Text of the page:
Director Pippa Nissen, Senior Associate Marie-Lise Oulmont and Associates Andrea Hickey and Kate Coghlan of Nissen Richards Studio are leading a new postgraduate teaching unit at London Metropolitan University. The unit challenged students to design a ‘Museum for Now’. Here is one of the responses to that challenge.

It appears that the contemporary world has entangled itself in a collective web of mass media, mass production and fixed mind-sets that manipulate individuals into following the mainstream without intellectual inquiry. Deprived of the uniqueness of our individuality, we become easy targets of materialism and blind consumerism, and the inevitable feeling of complacency that this provides, interferes with our quest for authenticity and the exploration of our true potential.

As seen through the eyes of a phenomenologist, the contemporary society is facing a crisis. It has entered an era of the artificial world, an artificial image of reality, moving further away from the real world. Our wholeness; and connectedness to our existent surroundings is interrupted by the dominance of image. It is as if we are constantly looking at a picture through the viewfinder of a camera, but we are missing the context.

Sight is the sense which is constantly triggered through the repetition of images and all other senses are put aside. Phenomenology states that our individual ‘being’ exists when it comes in contact with the world. Each act of awareness ‘I imagine, I see, I remember’ is associated with objects and places (spaces). These are perceived and connected with the act of ‘being presented to the senses,’ making our awareness closely related to our consciousness. Every act of consciousness we perform and each experience we have is also connected with phenomena and objects around us, recognised as stimuli received by the body and perceived by the mind.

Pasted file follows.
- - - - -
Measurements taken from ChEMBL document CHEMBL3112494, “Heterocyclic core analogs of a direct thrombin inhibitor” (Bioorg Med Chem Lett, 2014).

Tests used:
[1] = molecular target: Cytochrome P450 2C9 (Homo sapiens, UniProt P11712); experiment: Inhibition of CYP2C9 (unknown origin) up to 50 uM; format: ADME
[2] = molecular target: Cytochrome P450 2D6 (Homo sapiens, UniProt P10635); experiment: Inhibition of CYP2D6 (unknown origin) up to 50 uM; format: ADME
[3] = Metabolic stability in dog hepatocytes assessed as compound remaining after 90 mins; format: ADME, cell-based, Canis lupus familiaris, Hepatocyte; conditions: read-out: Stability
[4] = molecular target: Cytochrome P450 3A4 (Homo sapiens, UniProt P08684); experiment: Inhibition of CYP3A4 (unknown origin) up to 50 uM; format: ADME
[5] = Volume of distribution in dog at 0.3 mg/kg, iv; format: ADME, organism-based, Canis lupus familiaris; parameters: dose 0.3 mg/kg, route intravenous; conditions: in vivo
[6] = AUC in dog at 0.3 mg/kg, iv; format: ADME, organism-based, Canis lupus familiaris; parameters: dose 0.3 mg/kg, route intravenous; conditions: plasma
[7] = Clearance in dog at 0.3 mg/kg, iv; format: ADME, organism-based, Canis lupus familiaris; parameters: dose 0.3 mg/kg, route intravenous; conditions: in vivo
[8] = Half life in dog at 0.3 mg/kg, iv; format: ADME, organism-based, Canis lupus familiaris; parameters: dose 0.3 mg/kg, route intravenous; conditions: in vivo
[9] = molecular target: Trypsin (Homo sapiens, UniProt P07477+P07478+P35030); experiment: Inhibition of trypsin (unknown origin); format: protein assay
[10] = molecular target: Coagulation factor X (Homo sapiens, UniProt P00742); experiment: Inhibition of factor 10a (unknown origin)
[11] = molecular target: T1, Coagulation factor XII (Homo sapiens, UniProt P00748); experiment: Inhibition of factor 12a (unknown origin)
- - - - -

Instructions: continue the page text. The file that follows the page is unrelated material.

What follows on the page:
A museum for now can enhance the power of image. An image has the power to challenge the boundaries of our perception; celebrating the act of surrealism and ascending the act of the unconscious. It can push the boundaries of our vision, challenging the notion of authenticity; of what is real and what is imaginative, by distorting simple features, like the sense of depth and perspective (literally and metaphorically). An image can also rejuvenate new norms. By normalizing what is not familiar, by making everything more approachable to all, the quest of surreality would be fulfilled. A museum for now can find magic and strange beauty in the unexpected and the uncanny, the disregarded and the unconventional, the unnatural and the irrational, by celebrating the art of surrealistic photography in relation to real-life 3d objects.